The Future for Emerging Companies in Kent: How do we foster a supportive and non competitive community and encourage artists to stay in the region?

Phoebe Marsh, 19 September 2012

This report is a collation of three separate questions all relating to emerging companies in the region.

We recognize that there is an increasingly supportive and varied community of artists choosing to stay within this region. While there is much talk of a “brain drain” and a fear that we loose many new artists and theatre companies coming out of our universities to larger cities, there is a strong group of companies and individuals who have chosen to stay. This community is very peer supportive and this group of artists regularly support and mentor each other, and newer companies coming up. This exemplifies the idea of a community of artists taking responsibility of their own development, rather than perhaps relying completely of local institutions. This group becomes larger every year, interestingly within East Kent, a large proportion of these artists and companies all have graduated from Kent Universities theatre course. The question does arise then, as to how UKC-centric this group is and whether there are artists and companies perhaps slipping through the gap, or not being recognized because they have not come from the same institutions or networks.

It should be noted that a large proportion of this particular group fall into the above category.

The group recognizes a need for smaller arts communities within specific towns, e.g. Canterbury to engage with others. Forming links between say, Medway and Canterbury can help to encourage our networks, share programming, resources etc.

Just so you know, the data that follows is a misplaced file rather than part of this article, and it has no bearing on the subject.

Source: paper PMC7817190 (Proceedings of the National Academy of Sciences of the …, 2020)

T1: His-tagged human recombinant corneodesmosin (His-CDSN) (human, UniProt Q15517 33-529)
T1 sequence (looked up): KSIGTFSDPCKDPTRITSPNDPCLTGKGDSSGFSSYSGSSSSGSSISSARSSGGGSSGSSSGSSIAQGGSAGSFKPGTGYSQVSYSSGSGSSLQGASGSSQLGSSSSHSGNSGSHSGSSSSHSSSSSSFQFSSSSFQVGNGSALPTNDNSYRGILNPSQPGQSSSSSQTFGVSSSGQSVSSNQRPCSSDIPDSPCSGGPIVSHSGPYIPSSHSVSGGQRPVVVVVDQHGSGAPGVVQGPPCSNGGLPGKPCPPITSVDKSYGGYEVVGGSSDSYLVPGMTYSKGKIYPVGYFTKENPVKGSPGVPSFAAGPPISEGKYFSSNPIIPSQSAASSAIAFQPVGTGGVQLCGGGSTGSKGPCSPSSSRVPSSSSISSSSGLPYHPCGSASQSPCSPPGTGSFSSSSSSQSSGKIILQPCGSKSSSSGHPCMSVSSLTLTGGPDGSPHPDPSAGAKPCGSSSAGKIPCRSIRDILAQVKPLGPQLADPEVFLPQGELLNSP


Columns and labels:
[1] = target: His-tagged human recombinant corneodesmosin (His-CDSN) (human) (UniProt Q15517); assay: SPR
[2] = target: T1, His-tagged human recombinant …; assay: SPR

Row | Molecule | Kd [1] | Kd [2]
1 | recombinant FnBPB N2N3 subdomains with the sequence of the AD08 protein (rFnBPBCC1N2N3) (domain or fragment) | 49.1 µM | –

An idea to engage with collaborative funding has arisen from many of todays discussions. Several companies/artists coming together to form a consortium of some sorts and so sharing the work and rewards of a larger funding bid.

One group member asked whether we feel artistically restricted in this area because of it's funding trends, e.g. towards outdoor performance. This seems to be a key issue for companies when making decisions regarding form and content. Realistically someone pointed out that we do need to follow certain funding streams and therefore produce work which would perhaps not be our initial intentions, however members of the group spoke of how this had been a positive process for them.

With regards to the notion of competition within the community,the group generally agreed that though this was natural when it comes to lots of people applying for the same pot of money. There is not a particularly competitive ‘feel’ amongst artists and currently there is little competition between specific companies in regards to their work. Simply, right now, everyone's work is very different. As the community grows, this will perhaps change but it was pointed out that there is a need to recognize every artist, not just in relation to their work, but also in relation to their skill set. The idea that we are all resources and can collaborate with each other to generate new work for and with each other was offered. The idea that with increasing competition, the need to be more flexible in the work that we produce was also raised.


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